The palate expander was removed yesterday. She was supposed to be rinsing with saltwater three times a day. Ha ha ha! She threw a Hail Mary of sorts and did rinse a few times in the last week. However, I think it was too little, too late.

When we got to the orthodontist's office yesterday, her dad and I couldn't resist joking about the palate expander and how it would be removed. We had no idea what the process was.

"I am pretty sure they use a chain saw to get those buggers out." I said to my husband, as the kid played in the toy corner nearby.

"No, I think they just remove her whole lower jaw and then pry it out."

"Oh, like a snake?" I responded.  Then we had a whole conversation about whether ALL snakes can unhinge their jaw or not. I need my reptile rescue friend to weigh in on this. Is it all snakes or just certain types?

Anyway, the kid didn't find us amusing at all. When it was finally her turn to be seen, we went back with her to the assembly line. I am not kidding. They have four exam chairs arranged in a circle and they just rotate kids in and out of those chairs like nobody's business.  I could see the kid was getting nervous while she was waiting for Dr. M to get to her. Dr. M's assistant explained to her that the doctor was going to use a dremel-type tool to thin down the sides of the expander and then use another tool to break off the plastic in large pieces. She had a few minutes to worry about that while waiting for the doctor to come over. Meanwhile, I grabbed a Kleenex and swatted a booger out of her nose, and I can't say that she was terribly appreciative. "MO-O-OM!" I couldn't help it. She was lying on her back in the exam chair and I could see straight up there.

Finally, it was her turn. The orthodontist got to work in my kid's mouth and then said this: "If any teeth come out with the apparatus, don't worry about it - that means they were supposed to come out anyway." Why did he have to say that? My daughter's eyes got big and she started to panic. I held her hand while the doctor did his thing. Poor kid. A few minutes later, the apparatus was out. And ew, it was pretty gross inside her mouth. I could see a big flap of gum tissue hanging down and she was bleeding. She was still in a panic because everything felt very "wrong" in there to her.  She started to cry. Dr. M. is a good orthodontist but he is not down with any kind of drama. He ignores it completely. So, I consoled her even though I thought she was being a little dramatic, too. That's what moms do.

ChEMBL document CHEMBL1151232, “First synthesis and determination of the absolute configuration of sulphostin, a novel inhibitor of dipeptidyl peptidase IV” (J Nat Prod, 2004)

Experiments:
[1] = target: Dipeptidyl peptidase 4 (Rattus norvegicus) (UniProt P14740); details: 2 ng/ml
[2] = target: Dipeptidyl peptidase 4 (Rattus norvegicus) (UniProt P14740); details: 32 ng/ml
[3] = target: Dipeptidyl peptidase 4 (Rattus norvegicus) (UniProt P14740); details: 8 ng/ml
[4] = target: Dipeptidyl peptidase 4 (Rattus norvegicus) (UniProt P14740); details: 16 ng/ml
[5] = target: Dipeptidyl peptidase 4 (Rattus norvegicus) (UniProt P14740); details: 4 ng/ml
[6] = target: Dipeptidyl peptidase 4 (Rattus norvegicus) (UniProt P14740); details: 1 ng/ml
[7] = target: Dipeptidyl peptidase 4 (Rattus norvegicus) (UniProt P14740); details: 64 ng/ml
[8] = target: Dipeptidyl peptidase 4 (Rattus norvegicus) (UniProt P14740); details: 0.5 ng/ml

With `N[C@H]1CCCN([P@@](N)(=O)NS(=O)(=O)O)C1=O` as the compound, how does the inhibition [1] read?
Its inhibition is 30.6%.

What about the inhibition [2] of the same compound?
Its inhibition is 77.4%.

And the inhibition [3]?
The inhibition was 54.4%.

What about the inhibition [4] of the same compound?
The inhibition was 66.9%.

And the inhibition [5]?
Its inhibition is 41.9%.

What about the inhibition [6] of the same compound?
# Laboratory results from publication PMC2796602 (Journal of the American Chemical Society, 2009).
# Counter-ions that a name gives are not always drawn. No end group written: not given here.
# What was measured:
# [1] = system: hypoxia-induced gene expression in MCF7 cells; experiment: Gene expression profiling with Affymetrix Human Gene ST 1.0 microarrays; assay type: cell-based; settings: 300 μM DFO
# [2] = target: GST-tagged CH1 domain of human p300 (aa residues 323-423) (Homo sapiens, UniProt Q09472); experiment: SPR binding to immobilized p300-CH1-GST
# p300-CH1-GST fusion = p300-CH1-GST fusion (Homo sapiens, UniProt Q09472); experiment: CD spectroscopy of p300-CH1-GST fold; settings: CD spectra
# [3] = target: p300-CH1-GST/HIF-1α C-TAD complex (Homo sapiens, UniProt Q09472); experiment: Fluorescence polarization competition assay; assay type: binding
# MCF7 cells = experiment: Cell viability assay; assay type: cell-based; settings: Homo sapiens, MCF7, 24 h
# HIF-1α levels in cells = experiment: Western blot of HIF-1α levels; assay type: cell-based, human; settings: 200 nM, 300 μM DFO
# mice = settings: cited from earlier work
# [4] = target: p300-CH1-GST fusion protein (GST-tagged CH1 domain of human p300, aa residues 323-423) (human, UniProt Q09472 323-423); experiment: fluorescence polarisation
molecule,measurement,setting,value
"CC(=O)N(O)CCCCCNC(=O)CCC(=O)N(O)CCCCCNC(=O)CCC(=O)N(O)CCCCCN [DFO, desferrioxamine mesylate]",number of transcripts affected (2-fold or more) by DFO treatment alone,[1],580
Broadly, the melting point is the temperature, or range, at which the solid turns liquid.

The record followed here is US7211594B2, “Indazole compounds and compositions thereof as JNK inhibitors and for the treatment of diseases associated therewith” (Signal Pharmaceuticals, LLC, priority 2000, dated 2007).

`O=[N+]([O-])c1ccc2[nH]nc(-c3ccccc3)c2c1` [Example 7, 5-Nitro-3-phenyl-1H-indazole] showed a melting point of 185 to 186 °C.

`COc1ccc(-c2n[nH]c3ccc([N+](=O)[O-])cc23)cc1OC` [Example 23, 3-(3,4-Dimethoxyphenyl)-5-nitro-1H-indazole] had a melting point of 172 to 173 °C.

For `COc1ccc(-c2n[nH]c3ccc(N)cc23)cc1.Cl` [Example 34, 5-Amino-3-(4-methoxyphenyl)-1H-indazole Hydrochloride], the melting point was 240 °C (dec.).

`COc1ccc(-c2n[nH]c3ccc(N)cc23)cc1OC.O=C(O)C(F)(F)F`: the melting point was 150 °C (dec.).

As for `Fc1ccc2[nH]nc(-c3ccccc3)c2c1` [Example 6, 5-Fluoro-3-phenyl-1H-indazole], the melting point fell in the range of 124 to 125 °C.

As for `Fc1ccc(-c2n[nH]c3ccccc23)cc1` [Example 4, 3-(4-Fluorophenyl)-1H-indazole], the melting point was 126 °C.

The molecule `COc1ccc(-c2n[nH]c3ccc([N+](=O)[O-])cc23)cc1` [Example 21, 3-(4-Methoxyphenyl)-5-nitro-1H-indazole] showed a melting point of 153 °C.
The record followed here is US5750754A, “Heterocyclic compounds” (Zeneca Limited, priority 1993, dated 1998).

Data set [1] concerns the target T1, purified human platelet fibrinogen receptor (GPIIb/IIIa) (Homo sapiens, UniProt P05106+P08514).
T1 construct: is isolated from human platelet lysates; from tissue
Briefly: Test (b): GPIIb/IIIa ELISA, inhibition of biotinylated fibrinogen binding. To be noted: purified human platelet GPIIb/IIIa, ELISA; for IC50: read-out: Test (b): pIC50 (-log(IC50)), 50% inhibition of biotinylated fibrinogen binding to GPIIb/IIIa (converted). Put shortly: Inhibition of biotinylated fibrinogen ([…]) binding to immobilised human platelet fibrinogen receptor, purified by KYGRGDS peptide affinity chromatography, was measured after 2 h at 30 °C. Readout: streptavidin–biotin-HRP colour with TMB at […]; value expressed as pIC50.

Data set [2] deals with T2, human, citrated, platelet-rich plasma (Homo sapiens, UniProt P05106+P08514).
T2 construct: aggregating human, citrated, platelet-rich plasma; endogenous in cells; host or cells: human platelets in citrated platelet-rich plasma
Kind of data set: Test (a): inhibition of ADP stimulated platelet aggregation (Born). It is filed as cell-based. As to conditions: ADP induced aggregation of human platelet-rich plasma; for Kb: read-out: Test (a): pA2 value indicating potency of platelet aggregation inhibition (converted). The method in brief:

When we got home, we basically let her eat ice cream for dinner. The roof of her mouth was so raw that she didn't want to eat anything else. She gets one week off before the braces are installed next Wednesday. They did install some spacers between her teeth yesterday in preparation. The braces will just be on the top and their job will be to align the four teeth in the front. At that point, after the braces come off, she should be in pretty good shape - orthodontics-wise, anyway.  She has more teeth to lose so I don't know what will happen in the future. Once all of her adult teeth have taken up residence in her mouth . . . if a couple of them are a little crooked, I don't know if we'll shell out for more braces. Everything we've done to date was undertaken for the sole purpose of correcting a misalignment of her jaw. That's done, so I'm not sure how much we need to do beyond that. We'll see.